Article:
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A Most Excellent Film

 125 Minutes
Rated: R
Directed by: J.C. Chandor
Starring: Oscar Isaac, Jessica Chastain
Most Violent Year

When it comes to the Oscars, some directors have the Midas touch, getting acclaim and recognition for even relatively run-of-the-mill projects. J.C. Chandor, on the other hand, seems to have the leaden touch. Despite excellent reviews and a career best performance by screen legend Robert Redford, his last movie, All Is Lost, only received one single Oscar nomination (for sound). His latest movie, A Most Violent Year, may be even better than All Is Lost, but it was completely shut out at the Oscars.


A Most Violent Year calls to mind the opening scene from The Godfather, in which Bonasera, the local mortician, asks Don Corleone for a favor and begins by saying "I believe in America. America has made my fortune" Like Bonsasera, Abel Morales (Oscar Isaac) believes in America too. He’s made, if not a fortune, at least a comfortable life in the home heating oil business in New York City. It’s a family business, one that he bought from his wife’s father and built into one of the most successful in the city in 1981.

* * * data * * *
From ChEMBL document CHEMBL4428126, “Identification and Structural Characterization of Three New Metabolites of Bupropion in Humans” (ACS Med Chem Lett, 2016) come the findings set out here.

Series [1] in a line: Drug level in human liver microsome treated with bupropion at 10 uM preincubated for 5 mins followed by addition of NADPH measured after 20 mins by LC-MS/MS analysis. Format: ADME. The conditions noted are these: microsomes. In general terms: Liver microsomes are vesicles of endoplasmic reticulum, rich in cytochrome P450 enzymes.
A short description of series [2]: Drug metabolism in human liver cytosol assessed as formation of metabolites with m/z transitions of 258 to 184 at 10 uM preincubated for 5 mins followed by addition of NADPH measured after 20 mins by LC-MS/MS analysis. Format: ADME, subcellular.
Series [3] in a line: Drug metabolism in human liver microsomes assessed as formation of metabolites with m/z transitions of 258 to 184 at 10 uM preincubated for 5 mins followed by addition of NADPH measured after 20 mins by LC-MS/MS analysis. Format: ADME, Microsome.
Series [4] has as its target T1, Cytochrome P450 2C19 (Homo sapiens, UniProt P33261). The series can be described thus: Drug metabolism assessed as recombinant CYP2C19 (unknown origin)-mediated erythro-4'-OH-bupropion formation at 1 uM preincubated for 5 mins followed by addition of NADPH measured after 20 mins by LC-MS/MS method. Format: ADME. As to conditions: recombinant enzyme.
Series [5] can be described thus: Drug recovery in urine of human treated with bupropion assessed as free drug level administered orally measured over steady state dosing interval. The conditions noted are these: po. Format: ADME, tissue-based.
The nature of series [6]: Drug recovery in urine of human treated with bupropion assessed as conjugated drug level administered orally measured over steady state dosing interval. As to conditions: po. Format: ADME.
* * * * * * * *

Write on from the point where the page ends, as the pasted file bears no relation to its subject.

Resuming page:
But the heating oil business is not a reputable one. Most of Abel’s competitors are crooks, as was his father-in-law when he owned the business. Graft, corruption, strong arm tactics, and cooked books are the order of the day. A crusading district attorney (David Oyelowo) is investigating the industry and has targeted Abel, thanks to his prominence and his father-in-law’s competition. Despite all this, Abel wants to run his business honestly and ethically.


As Violent Year begins, Abel is at a career crossroads. He’s put down a huge deposit on a large storage facility, with the balance due in a month. If he closes the deal, he’ll be in a position to dominate his rivals, but if he defaults, he will lose the deposit and possibly his business. His competitors know this and they’re making life as difficult as possible, stealing his trucks and beating up his employees.